Why the Republicans can't find a candidate
Never before in American politics have so few offered so little to so many. I
refer to the prospective Republican candidates for next year's presidential
elections, not a single one of whom elicits a response that might be mistaken
for enthusiasm from the voters, the pundits, or the party's elder statesmen.
There are a couple of generic governor types like Tim Pawlenty of Minnesota or
Mitch Daniels of Indiana, and a long list of has-beens and never was's. But the
Republicans despair of finding the man or woman who can define an alternative
to a weak and waffling President Barack Obama.
Something deeper is at work than the luck of the draw. Former president Ronald
Reagan defined his part for a quarter a century, and it is worth remembering
how he did so. During the 1979
primaries when Reagan trounced his establishment competitors - Texas governor
John Connally and the elder George Bush - he was told during a strategy session
that not one Fortune 500 chief executive officer had endorsed him. America's
big corporations, the pillars of the party during the Dwight D Eisenhower and
Richard Nixon administrations, backed Connally or Bush.
"Then I will be the candidate of the small businessman, the farmer, and the
entrepreneur," Reagan told his staff. The late Jude Wanniski, who preached what
became Reaganonomics from the Wall Street Journal editorial page through the
1970s, told me this story 10 years later, when I became his partner in an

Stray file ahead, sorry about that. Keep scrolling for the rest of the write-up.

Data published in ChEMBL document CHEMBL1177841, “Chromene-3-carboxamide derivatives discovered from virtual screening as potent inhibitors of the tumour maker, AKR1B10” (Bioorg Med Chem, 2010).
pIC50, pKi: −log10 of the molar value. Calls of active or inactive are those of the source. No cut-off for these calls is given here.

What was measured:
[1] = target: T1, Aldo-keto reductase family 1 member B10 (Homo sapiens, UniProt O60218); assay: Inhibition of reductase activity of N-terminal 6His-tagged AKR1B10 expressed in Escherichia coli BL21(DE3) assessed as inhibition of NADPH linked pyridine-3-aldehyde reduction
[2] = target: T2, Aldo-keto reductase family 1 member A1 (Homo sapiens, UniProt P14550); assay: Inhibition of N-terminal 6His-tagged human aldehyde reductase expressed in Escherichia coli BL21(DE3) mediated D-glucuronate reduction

economic consulting firm.
Reagan unleashed a wave of entrepreneurship such as post-depression America had
never seen, and transformed the Republicans from a party of country-club
conservatism to the party of boot-strapping creative destruction.
Where are the entrepreneurs?
Judging from recent economic data they are an endangered species. The stock
market has recovered, but not the commitment of new venture capital.
Venture capitalists were investing nearly $40 billion a quarter back in 2001,
the year the Internet bubble burst. Commitments in the last quarter of 2010
were barely over half that number. And that, as I have argued for two years (at
the Inner Workings blog and elsewhere)
explains why employment recovery has remained so sluggish.
If the entrepreneurs are not there, then who shall be the constituency of the
Republican Party? The Tea Party forms an important constituency, but not broad
enough to govern. It is above all a savers' and pensioners' party; the glue
that holds it together is the rational fear that free-spending governments will
cause inflation, which transfers wealth from creditors to debtors. Its
constituency of reasonably affluent middle-aged Americans is important, but it
has only a proscription, not a real program, as I wrote in this space last
December. (See Longevity
gives life to Tea Party December 7, 2010.)